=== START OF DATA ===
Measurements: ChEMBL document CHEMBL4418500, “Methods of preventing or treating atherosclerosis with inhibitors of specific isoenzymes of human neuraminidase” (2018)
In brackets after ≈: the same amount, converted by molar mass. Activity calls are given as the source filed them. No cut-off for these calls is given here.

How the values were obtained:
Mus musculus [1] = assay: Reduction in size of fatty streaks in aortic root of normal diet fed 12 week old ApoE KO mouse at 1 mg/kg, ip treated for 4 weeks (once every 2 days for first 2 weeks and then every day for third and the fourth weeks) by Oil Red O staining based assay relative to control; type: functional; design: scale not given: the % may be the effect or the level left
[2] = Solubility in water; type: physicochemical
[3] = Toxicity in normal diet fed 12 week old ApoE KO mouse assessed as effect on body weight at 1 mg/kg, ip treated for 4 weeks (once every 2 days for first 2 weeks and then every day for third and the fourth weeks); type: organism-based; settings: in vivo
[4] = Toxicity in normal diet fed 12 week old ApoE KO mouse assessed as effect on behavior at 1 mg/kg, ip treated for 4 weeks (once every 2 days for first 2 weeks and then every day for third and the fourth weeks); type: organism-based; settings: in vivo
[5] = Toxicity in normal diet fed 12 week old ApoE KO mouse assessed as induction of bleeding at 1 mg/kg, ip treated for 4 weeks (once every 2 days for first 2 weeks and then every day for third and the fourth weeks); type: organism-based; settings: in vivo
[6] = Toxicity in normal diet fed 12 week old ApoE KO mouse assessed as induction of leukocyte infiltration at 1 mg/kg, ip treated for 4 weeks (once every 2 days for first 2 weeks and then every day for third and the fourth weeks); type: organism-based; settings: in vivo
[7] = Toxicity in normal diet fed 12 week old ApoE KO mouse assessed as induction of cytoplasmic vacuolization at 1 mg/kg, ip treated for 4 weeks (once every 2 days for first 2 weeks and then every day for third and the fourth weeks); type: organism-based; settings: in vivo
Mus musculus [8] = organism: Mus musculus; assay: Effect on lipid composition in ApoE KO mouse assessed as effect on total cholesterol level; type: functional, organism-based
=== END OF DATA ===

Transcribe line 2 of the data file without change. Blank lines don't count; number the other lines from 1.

In brackets after ≈: the same amount, converted by molar mass. Activity calls are given as the source filed them. No cut-off for these calls is given here.